First, animal production also competes with human needs in terms of using our resources. Since the rate of consumption doubled, the more threatening it is. Second, the methane released by animals (mostly via farts and burps) worsens the heating of the planet. Lastly, it is also risky for humans to eat meat because of the antibiotic-resistant bacteria due to the overuse of medicine for animals by farmers. Overall, choosing to eat less meat will go a long way to creating a sustainable lifestyle. Not only you saved more money, you also help save the environment.
4. Go vegan.
Skip meat altogether? Can you do it? If you can, you will find shifting to sustainable living easier. Veganism is a plant-based diet. Because it’s plant-based, it requires fewer resources to grow and distribute. It also helps to preserve the environment. Plants help produce more clean air. They also help protect the natural water supply of the planet.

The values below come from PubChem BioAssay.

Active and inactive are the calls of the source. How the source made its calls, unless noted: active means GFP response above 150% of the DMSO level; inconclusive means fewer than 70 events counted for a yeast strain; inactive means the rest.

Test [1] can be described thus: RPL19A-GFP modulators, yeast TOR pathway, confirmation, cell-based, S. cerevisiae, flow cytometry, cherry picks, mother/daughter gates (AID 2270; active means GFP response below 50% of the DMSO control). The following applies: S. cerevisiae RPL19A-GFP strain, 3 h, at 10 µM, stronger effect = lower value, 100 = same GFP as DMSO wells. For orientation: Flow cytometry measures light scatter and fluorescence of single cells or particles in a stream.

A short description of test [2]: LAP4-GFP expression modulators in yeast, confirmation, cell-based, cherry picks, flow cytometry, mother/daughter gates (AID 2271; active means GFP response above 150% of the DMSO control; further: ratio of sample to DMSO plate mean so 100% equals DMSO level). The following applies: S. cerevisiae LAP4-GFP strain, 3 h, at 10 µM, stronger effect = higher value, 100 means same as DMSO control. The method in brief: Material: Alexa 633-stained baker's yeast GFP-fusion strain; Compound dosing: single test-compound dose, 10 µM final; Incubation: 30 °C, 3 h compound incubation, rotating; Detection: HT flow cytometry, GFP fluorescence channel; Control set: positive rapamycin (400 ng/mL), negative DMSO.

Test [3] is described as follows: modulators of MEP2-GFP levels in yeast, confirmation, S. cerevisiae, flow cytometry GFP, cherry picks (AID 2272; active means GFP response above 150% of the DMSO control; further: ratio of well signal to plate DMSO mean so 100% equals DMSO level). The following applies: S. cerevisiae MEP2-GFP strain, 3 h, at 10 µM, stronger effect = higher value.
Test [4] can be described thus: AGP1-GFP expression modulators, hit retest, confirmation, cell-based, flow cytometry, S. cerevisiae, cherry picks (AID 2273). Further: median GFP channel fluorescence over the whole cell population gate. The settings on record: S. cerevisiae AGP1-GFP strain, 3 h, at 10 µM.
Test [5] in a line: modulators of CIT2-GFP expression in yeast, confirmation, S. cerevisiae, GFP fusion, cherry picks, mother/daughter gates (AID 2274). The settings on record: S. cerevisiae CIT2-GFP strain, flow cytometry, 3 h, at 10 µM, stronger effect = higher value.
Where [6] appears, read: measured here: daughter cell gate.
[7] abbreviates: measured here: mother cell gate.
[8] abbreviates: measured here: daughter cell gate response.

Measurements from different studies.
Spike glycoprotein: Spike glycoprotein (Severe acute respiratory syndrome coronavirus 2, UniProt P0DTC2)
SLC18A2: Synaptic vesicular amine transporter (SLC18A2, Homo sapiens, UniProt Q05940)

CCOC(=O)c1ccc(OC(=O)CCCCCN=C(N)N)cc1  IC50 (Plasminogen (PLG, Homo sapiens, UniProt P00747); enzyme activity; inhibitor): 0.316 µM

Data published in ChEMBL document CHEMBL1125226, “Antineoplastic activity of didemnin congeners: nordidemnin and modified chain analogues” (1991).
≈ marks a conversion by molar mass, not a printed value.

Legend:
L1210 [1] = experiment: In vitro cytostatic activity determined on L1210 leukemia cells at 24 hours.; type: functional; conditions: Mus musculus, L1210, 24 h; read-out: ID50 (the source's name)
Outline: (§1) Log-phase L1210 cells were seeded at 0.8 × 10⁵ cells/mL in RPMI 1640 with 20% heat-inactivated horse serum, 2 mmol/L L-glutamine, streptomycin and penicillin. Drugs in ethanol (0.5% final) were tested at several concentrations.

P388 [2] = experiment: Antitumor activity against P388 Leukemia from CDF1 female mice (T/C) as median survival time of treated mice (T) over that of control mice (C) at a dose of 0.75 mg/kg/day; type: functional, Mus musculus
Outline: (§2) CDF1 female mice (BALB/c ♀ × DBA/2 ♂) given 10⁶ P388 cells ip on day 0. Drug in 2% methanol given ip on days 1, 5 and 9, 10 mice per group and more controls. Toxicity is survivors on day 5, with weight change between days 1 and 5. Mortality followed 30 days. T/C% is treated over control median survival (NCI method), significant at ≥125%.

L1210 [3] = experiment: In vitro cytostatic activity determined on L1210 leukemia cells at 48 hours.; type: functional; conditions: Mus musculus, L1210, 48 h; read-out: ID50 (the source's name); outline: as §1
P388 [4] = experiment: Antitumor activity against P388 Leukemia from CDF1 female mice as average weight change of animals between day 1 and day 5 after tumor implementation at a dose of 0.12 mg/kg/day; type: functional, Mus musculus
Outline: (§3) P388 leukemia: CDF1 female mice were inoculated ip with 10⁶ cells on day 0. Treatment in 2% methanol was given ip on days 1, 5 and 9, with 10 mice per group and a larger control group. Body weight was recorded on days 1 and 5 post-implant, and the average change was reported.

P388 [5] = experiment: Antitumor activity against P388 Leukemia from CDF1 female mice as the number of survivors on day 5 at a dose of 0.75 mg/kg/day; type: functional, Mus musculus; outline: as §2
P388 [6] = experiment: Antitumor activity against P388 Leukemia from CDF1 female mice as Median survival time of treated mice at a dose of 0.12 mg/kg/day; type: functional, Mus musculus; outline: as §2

5. Choose to buy from sustainable sources.
Whatever you choose to buy, think of where it came from. Consider the full effect of materials, production, distribution, and usage of every item. Most importantly, discern whether it benefits the planet or just humans. Sustainable living involves examining the way you buy.
Be mindful of where you buy. Check whether its materials are recycled. Find energy-efficient and water-efficient products and services. Avoid those with toxic or hazardous chemicals. Buy durable and long-lasting things. Most importantly, get only what’s necessary.
6. Drive less.
Vehicles contribute a large percentage of air pollution. Their smoke also harms people’s health. These health effects include cardiac diseases, asthma, and lung degradation. Here you can choose to live more sustainably by changing your mobility options.